"The Very Essence Of A Break-Up Record": A Tribute To Ryan Adams' Heartbreaker

You've got Blood On The Tracks. Then this...
Avatar:
Author:
Publish date:
Social count:
0
You've got Blood On The Tracks. Then this...
heartbreaker.jpg



For an artist as prolific in output as Ryan Adams, it’s hard to envisage any song holding its place in his setlist for a full fifteen years. In that time he has released fourteen further studio albums (three in the same year in 2005) and numerous side projects, live albums and tangential experiments. But it remains the case that, at his most recent UK show in July of this year, a quarter of the setlist was drawn from his debut album Heartbreaker, which turned fifteen this past weekend.

In 2000, it’s probably reasonable to assume that life was at a bit of a crossroads for Ryan Adams. The split with alt-country pioneers Whiskeytown and the delayed release of their final album left the singer at a bit of a loose end.

On a more personal level, the messy break-up of a relationship had convinced him that it was time to move out of New York and further south, back towards his roots in North Carolina. Never one to be idle (his supposed hiatus from music in the early part of this decade produced a book of poetry, a novel, numerous paintings…), space was booked at Woodland Studios in Nashville and oft-collaborator Ethan Johns was brought on board as producer. “It took 14 days.” says the note inside the record cover.

What resulted from those sessions are the fifteen tracks that we have come to know as Heartbreaker. It’s an album that could not really have any more appropriate title. Adams has since claimed that the title was inspired by a poster of Mariah Carey, wearing the word emblazoned across a t-shirt. Whether or not that story is true, the title couldn’t be better chosen. Heartbreaker is possibly the very essence of a break-up record: reflective, sad in places, but also full of references to what makes being in love so special in the first place. If you’ve ever been through the end of a relationship, you’ll find something here you recognise.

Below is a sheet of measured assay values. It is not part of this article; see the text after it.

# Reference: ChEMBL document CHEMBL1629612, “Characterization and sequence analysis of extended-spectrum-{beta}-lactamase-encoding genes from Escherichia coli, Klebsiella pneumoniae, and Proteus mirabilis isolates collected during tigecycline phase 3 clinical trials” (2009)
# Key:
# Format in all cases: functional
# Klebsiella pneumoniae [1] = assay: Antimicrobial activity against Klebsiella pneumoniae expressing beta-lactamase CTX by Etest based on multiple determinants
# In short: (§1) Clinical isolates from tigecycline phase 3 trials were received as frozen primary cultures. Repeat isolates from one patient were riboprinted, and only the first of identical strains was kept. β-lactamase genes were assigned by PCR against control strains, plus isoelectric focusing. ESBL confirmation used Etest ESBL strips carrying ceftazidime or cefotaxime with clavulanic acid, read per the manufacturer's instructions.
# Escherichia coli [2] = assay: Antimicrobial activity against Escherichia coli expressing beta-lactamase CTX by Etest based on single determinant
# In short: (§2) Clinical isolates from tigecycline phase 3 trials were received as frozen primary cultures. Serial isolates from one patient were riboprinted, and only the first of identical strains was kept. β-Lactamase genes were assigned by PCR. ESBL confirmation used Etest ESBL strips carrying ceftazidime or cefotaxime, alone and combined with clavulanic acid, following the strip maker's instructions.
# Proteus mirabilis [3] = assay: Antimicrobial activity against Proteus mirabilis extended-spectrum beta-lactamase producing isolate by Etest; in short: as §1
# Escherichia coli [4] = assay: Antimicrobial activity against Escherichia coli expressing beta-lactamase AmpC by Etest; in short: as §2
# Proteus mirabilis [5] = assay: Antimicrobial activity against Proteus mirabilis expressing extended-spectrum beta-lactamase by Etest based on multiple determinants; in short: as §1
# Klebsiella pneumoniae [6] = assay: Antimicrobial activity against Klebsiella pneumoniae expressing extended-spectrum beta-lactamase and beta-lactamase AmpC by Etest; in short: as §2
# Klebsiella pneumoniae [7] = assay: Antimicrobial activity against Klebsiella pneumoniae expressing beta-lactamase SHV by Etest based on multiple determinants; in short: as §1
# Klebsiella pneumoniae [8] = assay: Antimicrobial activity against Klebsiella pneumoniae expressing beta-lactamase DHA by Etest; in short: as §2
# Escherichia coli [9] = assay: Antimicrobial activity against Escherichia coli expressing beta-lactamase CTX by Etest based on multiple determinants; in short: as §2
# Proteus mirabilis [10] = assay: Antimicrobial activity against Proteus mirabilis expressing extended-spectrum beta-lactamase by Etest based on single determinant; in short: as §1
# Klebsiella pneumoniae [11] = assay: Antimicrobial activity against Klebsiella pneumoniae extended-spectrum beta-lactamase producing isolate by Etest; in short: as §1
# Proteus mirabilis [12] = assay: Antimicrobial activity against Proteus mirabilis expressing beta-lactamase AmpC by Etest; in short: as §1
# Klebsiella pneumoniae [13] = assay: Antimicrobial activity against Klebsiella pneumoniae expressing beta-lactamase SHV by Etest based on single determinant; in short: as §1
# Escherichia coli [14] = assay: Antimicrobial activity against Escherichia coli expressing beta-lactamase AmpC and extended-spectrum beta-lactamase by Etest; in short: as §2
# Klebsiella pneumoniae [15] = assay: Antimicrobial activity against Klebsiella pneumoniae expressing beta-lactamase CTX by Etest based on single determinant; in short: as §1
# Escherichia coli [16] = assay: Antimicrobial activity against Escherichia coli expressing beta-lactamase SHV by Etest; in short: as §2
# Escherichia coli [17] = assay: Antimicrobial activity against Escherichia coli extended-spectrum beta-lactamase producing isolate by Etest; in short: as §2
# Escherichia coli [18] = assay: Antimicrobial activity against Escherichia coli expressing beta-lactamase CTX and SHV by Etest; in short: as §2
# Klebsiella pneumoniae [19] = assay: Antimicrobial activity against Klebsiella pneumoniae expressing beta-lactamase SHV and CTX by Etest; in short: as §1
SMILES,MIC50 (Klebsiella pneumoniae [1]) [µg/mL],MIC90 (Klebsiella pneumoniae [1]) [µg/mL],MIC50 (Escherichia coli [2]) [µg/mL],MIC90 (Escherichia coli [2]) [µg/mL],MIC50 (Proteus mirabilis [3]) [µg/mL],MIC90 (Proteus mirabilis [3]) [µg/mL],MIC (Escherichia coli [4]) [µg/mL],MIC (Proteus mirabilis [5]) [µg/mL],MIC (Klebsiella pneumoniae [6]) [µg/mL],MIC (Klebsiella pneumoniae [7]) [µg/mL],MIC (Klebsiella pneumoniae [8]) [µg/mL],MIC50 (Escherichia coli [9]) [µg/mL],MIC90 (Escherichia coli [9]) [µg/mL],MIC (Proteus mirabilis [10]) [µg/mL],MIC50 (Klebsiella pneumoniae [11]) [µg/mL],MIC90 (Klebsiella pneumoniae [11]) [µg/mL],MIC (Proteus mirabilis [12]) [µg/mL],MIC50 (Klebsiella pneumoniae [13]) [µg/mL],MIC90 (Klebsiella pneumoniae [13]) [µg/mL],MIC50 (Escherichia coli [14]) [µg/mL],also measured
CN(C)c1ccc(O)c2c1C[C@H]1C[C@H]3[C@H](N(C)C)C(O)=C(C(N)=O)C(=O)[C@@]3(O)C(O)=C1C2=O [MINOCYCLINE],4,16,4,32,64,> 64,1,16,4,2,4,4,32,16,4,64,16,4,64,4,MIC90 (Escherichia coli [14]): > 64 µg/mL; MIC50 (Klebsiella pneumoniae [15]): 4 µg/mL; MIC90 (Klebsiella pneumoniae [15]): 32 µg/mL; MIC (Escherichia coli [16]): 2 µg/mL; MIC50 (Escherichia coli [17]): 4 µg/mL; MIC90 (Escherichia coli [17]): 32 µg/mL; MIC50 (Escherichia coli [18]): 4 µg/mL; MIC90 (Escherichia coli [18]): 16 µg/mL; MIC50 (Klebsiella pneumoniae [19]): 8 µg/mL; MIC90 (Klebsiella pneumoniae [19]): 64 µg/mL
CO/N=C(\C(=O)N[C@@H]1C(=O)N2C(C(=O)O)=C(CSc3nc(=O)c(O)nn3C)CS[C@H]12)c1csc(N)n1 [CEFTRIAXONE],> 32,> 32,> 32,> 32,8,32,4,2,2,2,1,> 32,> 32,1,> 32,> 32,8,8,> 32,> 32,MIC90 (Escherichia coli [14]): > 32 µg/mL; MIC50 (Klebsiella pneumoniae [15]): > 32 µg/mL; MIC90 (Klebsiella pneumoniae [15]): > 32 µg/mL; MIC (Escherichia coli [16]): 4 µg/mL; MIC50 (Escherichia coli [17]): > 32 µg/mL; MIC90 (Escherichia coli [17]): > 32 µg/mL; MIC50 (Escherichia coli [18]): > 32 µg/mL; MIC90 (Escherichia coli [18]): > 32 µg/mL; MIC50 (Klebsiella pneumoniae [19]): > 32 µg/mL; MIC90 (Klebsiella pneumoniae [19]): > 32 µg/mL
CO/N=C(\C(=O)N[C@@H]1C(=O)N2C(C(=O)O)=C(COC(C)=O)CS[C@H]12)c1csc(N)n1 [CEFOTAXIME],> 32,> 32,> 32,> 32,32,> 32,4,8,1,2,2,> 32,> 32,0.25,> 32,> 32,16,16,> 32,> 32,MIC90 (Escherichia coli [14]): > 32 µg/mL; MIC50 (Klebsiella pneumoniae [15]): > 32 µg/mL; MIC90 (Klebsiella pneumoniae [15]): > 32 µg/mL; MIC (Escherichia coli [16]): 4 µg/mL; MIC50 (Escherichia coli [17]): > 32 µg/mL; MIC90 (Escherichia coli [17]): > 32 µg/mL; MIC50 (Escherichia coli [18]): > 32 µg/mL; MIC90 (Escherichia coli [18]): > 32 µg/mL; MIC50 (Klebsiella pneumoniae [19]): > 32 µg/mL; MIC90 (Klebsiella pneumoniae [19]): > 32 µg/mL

The album was primarily written in New York and exclusively recorded in Nashville, and it’s hard to separate it from the influence of those two cities. Come Pick Me Up, for example, begins with a harmonica solo that wouldn’t sound out of place in the glory days of country music and continues in that vein: employing a simple backbeat, banjo picking and beautiful harmonies with Kim Richey. The lyric, however, focuses on a very clear urban relationship, including references to walking downtown and gazing forlornly and pointlessly into shop windows (“With the windows clear and the mannequins eyes / Do they all look like mine?”). Following this song comes possibly the most reflective moment of the album, To Be The One, which muses on the two halves of a break-up, asking whether it’s harder to leave or be left. “The empty bottle, it misses you / And I’m the one it’s talking to” goes the refrain.

It would be hard to get through any look at this album without mentioning Oh My Sweet Carolina, a very firmly country-inflected love song featuring guest vocals from Emmylou Harris. A childhood hero for Adams, Emmylou provides a soaring harmony to this ballad, which was written in the backroom of Jesse Malin’s Niagara bar in New York. The song is full of homesick longing for Adams’ home state and contains the clearest reference to his need to move on from New York and everything that befell him there: “Up here in the city, feels like things are closing in / Sunset’s just my lightbulb burning out…”

Fifteen years on, revisiting the album is like catching up with an old friend (Music Writer’s Cliché #237). It’s instantly familiar and contains too many beautiful turns of phrase to chronicle here. Whilst the album is stripped bare (both lyrically and musically) and is for the most part a tour-de-force of introspection, it would be unfair not to mention the moments of levity and “ah, fuck it” that occasionally appear. The opening track (Argument with David Rawlings concerning Morrissey) delivers exactly what it says on the tin. Similarly, it is at once jarring and a pleasant relief to find the hard-rockin’ Shakedown on 9 Street thrown into the middle of the second side: sandwiched improbably between Why Do They Leave? and Don’t Ask For The Water.

Whilst Ryan Adams may have had many different incarnations down the intervening years (who can forget Werewolph and DJ Reggie?), it’s easy to see why songs from this album have retained a permanent place in his thinking and his live set.


Follow Tom on Twitter- @darthbrush